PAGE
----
Full Moon Festival in South Korea : How India and South Korea revered Moon?

 In Buddhism, Christianity, Hinduism

Full Moon Festival in South Korea : How India and South Korea revered Moon?

Agricultural countries are more concerned with Lunar calendar. Because it is very useful to know the exact day to farm. Korea was also one of Agricultural countries, we used Lunar calendar to 1896.

That`s why Most Korean traditional holidays are based on Lunar calendar. We celebrate full-moon of January, June, July, August, October. But now days we pick only 2 months as national holiday such as January and August. In 2017, the 15th of August in Lunar calendar is October 4th. We call this day“Chuseok(Chu Seok)”.

It is the Korean Thanksgiving day. Chuseok holidays last for three days. During the holidays, most Korean visit their hometowns or relatives to get together and share traditional food with the poor. It is a kind of Korean wisdom to develop social welfare and to look after our neighbor with firstfruits.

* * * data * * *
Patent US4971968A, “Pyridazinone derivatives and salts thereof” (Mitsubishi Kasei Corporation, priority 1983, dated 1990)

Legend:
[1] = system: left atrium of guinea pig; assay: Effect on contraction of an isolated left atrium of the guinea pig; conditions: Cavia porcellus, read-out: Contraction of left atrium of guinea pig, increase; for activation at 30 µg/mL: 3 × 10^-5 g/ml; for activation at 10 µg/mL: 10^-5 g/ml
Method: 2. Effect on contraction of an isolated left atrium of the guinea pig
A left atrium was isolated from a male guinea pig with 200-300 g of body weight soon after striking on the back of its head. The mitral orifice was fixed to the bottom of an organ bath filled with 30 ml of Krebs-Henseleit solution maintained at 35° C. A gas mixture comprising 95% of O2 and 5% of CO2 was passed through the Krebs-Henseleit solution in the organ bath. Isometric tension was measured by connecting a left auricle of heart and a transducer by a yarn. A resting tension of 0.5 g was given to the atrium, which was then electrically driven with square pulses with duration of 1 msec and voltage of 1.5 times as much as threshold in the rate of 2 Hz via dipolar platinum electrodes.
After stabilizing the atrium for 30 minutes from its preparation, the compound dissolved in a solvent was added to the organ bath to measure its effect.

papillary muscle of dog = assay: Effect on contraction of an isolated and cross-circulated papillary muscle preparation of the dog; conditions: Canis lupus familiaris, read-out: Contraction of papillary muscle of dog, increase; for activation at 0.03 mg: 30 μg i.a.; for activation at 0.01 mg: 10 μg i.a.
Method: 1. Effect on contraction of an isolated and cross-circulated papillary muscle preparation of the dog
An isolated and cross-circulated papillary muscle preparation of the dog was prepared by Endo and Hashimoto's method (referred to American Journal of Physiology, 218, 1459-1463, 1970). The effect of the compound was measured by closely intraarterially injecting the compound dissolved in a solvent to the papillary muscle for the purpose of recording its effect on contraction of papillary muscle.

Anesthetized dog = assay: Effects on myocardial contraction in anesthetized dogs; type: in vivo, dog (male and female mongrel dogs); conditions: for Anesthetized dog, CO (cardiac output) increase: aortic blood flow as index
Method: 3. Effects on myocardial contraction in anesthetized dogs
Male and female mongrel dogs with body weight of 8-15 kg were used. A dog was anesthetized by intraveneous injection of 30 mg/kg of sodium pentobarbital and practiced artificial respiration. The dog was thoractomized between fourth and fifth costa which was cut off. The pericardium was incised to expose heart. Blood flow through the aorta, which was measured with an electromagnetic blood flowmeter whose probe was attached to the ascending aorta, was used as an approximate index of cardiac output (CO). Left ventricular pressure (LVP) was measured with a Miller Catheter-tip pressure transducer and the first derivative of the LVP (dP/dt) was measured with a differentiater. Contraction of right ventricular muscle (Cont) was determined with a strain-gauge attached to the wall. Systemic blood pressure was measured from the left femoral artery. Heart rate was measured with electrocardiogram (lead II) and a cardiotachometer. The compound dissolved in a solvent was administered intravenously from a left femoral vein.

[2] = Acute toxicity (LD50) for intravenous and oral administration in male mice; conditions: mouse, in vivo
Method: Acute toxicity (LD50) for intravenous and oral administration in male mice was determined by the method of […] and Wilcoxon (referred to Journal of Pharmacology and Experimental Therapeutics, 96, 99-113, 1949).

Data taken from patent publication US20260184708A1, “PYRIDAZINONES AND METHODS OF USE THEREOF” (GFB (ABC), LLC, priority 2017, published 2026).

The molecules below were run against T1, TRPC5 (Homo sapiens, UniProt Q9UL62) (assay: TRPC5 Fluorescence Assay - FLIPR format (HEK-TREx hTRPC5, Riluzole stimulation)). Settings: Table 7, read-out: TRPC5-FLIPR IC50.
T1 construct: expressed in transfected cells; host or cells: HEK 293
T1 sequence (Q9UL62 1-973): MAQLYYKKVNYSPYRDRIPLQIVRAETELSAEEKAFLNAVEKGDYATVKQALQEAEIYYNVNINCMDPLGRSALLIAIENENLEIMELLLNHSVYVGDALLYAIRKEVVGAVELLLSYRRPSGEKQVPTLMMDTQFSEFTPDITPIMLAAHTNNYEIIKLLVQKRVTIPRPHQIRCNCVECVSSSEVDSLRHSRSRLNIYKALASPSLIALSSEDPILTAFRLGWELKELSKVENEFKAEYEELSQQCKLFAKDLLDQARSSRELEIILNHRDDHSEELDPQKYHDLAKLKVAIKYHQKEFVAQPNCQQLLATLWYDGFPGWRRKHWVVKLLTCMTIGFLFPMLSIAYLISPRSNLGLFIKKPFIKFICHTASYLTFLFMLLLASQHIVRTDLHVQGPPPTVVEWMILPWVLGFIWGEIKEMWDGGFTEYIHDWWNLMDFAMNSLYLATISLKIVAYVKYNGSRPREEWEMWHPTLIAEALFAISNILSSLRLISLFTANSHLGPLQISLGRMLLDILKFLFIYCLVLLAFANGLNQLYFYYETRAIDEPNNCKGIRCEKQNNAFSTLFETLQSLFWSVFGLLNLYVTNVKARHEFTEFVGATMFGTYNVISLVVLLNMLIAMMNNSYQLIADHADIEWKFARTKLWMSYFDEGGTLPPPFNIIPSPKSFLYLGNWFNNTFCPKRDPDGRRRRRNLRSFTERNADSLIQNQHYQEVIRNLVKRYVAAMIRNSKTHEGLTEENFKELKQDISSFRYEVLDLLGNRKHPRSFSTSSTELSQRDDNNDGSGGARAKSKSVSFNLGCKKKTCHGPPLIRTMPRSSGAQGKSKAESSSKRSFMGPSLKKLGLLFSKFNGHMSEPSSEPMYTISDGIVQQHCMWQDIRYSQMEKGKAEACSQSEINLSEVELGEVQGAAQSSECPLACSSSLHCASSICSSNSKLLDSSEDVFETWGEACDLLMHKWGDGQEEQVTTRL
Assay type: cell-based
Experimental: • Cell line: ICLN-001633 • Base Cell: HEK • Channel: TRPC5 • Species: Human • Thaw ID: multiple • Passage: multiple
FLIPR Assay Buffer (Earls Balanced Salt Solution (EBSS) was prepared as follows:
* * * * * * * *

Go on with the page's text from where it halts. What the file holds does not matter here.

The most popular Chuseok dish is “Songpyeon(Song Pyeon)”. They are half-moon shaped rice cakes stuffed with sesame, beans, chestnuts etc.

Chuseok is also a time to give thanks to ancestors for the good harvest with filial piety and thank for what they had this year and wish for another good year. Early in the morning on Chuseok, family members perform an ancestor memorial service.

 In the evening, we light torch to greet full-moon. If moonlight is red, we can expect that year will be dry. And, if moonlight is yellow, it will be a plenteous year.

By – Won Bae

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